From the 2018 HVPAA National Conference
Noopur Goyal (University of Utah School of Medicine), Eric Gaskill (University of Utah School of Medicine), Paloma Cariello (University of Utah School of Medicine), Kencee Graves (University of Utah School of Medicine), Stephanie Sanders (University of Utah School of Medicine), Russell Benefield (University of Utah School of Medicine), David Elhalta (University of Utah School of Medicine), Nicholas Link (University of Utah School of Medicine)
Pneumocystis jirovecii pneumonia (PJP) is an opportunistic infection that in non-HIV patients has been associated with immune suppression. Guidelines recommend consideration of prophylaxis in patients receiving high dose steroids (>20mg prednisone daily) for four weeks, as prophylaxis can reduce chance of infection by up to 90%.
To create a best practice advisory (BPA) in EPIC to flag providers to consider PJP prophylaxis on discharge for patients on 20mg prednisone, or prednisone equivalents (PEQ), for four weeks duration or longer, to reduce incidence of PJP.
A retrospective chart review was conducted on all non-HIV PJP cases from October 2016 to September 2017 in the EPIC database at a local institution. Inclusion criteria consisted of PJP diagnosis based on provider documentation, direct fluorescent antibody, or PCR. Primary outcomes included steroid use, dose, and duration prior to diagnosis of PJP. Secondary outcomes included immunosuppressive therapy or condition in the prior 6 months. In conjunction with Informatics Pharmacy, a BPA alert in EPIC was created to fire at discharge with a recommendation to consider PJP prophylaxis based on dose and duration of steroid therapy, with options tailored based on creatinine levels and allergy profile. Currently, the BPA is silent, meaning that it is not firing to provider. However, the informatics team is able to review if the alert would fire under appropriate circumstances.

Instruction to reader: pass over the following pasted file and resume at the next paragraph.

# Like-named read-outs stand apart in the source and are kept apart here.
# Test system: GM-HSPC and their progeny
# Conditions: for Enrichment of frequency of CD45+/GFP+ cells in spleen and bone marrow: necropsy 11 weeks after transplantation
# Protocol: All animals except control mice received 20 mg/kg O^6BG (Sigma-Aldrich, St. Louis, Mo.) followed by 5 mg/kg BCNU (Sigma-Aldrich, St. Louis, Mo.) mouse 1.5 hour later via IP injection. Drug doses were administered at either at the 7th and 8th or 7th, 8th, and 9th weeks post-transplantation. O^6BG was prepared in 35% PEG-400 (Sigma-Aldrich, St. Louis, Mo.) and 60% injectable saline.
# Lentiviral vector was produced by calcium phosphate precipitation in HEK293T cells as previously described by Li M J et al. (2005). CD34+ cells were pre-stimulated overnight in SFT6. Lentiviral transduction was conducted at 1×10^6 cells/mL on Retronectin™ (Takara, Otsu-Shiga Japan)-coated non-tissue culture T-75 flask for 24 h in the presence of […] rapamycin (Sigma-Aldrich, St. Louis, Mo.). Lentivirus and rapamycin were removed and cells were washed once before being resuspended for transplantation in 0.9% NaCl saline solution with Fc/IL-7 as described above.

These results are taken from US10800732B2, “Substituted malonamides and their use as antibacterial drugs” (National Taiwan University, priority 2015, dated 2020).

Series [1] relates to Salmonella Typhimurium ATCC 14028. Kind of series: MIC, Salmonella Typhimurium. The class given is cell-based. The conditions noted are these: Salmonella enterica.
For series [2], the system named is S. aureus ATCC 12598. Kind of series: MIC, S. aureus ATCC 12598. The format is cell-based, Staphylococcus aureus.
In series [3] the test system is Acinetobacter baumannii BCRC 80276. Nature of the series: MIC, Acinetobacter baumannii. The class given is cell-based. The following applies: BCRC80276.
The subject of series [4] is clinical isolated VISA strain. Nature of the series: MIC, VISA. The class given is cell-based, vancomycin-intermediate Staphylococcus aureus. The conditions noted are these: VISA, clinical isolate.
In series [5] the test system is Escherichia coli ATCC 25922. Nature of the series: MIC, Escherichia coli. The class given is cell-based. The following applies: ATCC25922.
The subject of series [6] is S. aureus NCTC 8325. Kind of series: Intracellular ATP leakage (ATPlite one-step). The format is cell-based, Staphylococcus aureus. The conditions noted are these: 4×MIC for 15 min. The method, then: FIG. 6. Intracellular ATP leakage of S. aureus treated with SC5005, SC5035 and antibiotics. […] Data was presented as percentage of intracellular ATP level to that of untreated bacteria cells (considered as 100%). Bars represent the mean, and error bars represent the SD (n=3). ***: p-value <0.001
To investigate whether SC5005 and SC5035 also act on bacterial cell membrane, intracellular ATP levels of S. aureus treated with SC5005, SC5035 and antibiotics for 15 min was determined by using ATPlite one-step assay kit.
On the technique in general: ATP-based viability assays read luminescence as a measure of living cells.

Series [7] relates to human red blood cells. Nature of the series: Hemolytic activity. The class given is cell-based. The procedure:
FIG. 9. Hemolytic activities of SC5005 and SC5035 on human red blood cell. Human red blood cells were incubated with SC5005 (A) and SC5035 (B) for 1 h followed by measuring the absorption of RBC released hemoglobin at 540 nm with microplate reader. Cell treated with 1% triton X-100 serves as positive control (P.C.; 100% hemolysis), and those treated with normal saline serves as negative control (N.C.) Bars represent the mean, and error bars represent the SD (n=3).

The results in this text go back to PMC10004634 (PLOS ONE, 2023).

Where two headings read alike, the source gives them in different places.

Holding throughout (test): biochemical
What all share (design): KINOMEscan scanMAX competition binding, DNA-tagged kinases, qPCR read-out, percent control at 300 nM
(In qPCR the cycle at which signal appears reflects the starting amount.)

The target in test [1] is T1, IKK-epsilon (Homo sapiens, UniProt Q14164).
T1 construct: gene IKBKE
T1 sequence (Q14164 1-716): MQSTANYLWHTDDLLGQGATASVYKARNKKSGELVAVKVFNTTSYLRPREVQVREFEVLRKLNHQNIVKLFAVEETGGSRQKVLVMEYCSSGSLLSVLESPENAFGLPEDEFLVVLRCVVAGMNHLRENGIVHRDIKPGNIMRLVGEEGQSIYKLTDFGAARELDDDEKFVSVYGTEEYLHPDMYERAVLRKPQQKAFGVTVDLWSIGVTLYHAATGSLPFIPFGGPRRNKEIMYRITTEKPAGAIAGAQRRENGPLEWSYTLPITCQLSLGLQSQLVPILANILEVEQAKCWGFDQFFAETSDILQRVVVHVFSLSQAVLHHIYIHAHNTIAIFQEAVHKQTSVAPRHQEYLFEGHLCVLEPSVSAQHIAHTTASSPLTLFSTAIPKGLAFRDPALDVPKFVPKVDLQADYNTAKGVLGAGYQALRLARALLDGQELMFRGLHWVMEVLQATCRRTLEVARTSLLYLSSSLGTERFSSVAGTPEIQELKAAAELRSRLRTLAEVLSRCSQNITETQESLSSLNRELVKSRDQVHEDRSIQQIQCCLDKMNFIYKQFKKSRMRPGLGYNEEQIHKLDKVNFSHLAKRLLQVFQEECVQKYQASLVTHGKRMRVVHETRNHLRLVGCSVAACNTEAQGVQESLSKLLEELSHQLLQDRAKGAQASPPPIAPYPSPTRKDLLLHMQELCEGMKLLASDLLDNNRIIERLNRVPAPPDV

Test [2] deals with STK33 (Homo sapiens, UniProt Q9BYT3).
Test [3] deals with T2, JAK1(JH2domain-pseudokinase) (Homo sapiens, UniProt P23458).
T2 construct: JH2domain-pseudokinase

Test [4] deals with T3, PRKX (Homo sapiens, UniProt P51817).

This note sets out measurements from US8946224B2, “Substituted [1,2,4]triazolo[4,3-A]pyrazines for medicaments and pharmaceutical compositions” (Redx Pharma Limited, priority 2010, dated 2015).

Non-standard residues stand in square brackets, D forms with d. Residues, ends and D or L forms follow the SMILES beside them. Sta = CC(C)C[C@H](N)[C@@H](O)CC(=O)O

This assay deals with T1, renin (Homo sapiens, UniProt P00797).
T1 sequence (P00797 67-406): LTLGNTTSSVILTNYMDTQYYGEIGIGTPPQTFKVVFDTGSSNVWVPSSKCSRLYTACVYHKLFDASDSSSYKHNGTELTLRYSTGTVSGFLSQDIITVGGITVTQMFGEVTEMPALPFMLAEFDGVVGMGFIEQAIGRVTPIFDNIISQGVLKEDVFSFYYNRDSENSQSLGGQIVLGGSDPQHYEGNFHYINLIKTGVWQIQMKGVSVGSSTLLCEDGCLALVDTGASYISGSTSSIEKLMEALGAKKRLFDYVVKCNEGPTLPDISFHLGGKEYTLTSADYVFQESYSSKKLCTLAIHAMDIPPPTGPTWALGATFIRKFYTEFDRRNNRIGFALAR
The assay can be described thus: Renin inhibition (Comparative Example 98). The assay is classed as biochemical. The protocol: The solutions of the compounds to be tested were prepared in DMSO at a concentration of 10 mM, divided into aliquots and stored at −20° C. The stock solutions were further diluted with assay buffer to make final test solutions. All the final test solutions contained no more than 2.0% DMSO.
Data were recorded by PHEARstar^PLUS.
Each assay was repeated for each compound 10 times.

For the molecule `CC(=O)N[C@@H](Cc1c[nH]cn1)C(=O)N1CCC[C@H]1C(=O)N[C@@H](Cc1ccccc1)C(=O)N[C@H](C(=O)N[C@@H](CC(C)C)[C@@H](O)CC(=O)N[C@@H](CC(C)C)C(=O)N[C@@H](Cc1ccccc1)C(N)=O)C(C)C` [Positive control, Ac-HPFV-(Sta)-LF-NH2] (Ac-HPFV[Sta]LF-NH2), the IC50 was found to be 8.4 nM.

Of 94 non-HIV PJP positive cases from 2016-2017, 31 cases were found to be PJP positive with concomitant high dose steroid use. Subset analysis included 6 of the 31 cases solely in setting of high dose steroids, while 22 were also on chemotherapy or immune modulating agents, with high dose steroids used as part of treatment. Silent BPA data showed that of 13 out of 16 alerts fired from February 2018 to March 2018, were appropriate recommendations to alert a provider to consider PJP prophylaxis. Of all 13 cases in which PJP prophylaxis would be indicated, zero patients were discharged with prophylaxis.
A multidisciplinary approach to standardize care in patients receiving high dose steroids via a BPA alert, indicates there is currently room for improvement on discharging patients with prophylaxis and thereby reducing incidence and cost associated with diagnosis, workup, and management of PJP in non-HIV patients.
Implications for the Patient
With this quality improvement measure and IT innovation, via creation of a BPA alert, we hope to standardize care for patients receiving high dose steroids at discharge. Goals include improving quality of care, reducing morbidly and mortality associated with PJP, and reducing overall cost to the health care system.